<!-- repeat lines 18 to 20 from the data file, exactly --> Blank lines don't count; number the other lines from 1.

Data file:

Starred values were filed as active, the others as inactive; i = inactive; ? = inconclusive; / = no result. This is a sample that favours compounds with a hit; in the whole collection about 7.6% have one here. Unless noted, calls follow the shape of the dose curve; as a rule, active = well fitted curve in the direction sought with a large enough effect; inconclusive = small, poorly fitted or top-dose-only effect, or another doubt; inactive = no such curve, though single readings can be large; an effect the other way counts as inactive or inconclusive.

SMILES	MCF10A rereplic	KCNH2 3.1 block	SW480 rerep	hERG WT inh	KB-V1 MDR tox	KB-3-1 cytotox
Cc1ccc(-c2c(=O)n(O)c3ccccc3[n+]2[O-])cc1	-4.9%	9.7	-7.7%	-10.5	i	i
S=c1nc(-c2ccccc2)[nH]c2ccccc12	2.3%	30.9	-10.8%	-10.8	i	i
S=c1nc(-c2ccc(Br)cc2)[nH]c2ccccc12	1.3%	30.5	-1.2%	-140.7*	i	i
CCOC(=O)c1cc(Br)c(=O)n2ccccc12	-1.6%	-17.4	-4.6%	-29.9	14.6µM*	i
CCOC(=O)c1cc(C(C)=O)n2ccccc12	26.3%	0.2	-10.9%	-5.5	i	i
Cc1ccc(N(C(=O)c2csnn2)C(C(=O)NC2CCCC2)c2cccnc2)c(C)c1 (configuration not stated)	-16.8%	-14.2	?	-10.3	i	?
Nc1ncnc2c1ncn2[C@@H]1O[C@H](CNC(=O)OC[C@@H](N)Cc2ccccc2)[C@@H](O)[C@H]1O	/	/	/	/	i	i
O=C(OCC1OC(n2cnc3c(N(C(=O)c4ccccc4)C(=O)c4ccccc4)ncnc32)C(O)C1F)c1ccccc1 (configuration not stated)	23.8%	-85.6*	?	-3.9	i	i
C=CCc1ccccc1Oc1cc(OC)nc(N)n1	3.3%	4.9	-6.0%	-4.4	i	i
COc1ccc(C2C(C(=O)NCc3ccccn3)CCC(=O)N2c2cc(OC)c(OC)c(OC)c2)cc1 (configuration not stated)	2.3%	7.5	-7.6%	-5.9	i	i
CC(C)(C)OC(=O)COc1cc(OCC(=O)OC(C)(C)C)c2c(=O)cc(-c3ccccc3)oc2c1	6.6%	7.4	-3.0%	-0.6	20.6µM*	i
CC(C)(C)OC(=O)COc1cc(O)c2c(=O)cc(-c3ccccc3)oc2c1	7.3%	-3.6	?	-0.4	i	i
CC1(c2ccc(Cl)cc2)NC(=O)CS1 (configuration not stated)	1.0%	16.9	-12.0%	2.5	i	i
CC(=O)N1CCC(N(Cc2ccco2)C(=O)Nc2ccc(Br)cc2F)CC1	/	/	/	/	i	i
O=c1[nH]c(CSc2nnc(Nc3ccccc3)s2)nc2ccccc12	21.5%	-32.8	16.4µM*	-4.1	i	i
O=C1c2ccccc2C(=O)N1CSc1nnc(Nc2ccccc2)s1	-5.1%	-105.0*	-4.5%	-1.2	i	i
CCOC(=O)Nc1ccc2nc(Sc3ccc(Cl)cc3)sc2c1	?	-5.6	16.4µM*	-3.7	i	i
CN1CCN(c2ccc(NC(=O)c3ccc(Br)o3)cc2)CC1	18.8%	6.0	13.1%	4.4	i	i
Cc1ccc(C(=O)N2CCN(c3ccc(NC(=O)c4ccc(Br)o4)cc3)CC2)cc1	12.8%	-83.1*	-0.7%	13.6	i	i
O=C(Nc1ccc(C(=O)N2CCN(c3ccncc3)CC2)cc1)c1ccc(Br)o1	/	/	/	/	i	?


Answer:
O=C1c2ccccc2C(=O)N1CSc1nnc(Nc2ccccc2)s1	-5.1%	-105.0*	-4.5%	-1.2	i	i
CCOC(=O)Nc1ccc2nc(Sc3ccc(Cl)cc3)sc2c1	?	-5.6	16.4µM*	-3.7	i	i
CN1CCN(c2ccc(NC(=O)c3ccc(Br)o3)cc2)CC1	18.8%	6.0	13.1%	4.4	i	i